First Lutheran Church
Backstory and Context
For the first several decades of its existence the congregation of the First Lutheran Church shared their house of worship with the local Reformed community, a two-story log building that the Lutherans replaced with a larger brick one after the Reformed congregation stopped using the site in 1808. This structure lasted until 1854, when the congregation completed construction on a larger building that remains in use to this day. The structure’s red brick exterior remains in largely the same condition, as does the prominent tower toward its front. The congregation made significant changes to other features of the church in the 1950s, however, renovating the interior of the church to enlarge the chapel, repurposing an adjacent former high school as a parish hall, and connecting the two with a new building known as Memorial Hall. Still, while there may have been significant architectural changes to the church over the course of its history, it’s the changes to the congregation itself that have been most impactful. The Reverend Benjamin Kurtz’s time as minister of First Lutheran Church from 1831 to 1832 is at the root of these changes, an era during which the congregation experienced both considerable internal conflict and substantial growth in its membership. Those experiences may have placed First Lutheran firmly at the forefront of nationwide reform efforts within the Lutheran community during the Great Awakening, but the church is remembered for different reasons around Chambersburg. Rather than Benjamin Kurtz, the Benjamin most associated with First Lutheran around town is Chambers, who deeded the land for the church to the congregation in a contract unique to the area known as a “rose rent” agreement.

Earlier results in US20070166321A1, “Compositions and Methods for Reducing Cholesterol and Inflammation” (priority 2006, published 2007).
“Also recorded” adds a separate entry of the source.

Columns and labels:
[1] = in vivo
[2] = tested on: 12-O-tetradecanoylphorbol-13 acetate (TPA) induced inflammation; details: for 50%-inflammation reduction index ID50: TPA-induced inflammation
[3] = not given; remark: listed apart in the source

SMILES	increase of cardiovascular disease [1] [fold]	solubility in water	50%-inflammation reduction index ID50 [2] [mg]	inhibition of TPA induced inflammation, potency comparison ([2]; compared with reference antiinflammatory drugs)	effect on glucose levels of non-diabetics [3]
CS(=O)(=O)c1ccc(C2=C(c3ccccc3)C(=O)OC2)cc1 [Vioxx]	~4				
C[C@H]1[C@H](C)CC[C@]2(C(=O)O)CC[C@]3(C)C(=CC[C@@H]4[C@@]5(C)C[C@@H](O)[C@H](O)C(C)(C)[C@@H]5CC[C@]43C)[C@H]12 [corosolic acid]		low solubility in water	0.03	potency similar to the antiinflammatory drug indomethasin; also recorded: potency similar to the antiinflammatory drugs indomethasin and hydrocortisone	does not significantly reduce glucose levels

The congregation of First Lutheran Church negotiated their “rose rent” agreement with Chambersburg’s founder Colonel Benjamin Chambers in 1780, the same year that Zion Reformed Church received a similar deal and thirteen years after the first made with The Presbyterian Church of Falling Spring. In the agreement, First Lutheran committed to delivering a single red rose to Chambers, his wife Jane, or one of their descendants every June in perpetuity as payment for their lease (Chambers evidently chose the rose because the symbol appeared on his family crest). After obtaining the land, located on what is now Washington Street, the congregation of First Lutheran Church constructed a two-story log building that it shared with the local Reformed congregation. The Lutherans gained sole control of the site in 1808 and completed construction of a brick replacement for their log church shortly thereafter. They remained in that building until 1854, when they built the current structure. With the exception of a few major events much of the church’s history during this period is unclear, primarily as a result of the destruction of the congregation’s records, stored in the Franklin County Courthouse for safekeeping and destroyed in the Confederate burning of that building and much of the town in 1864.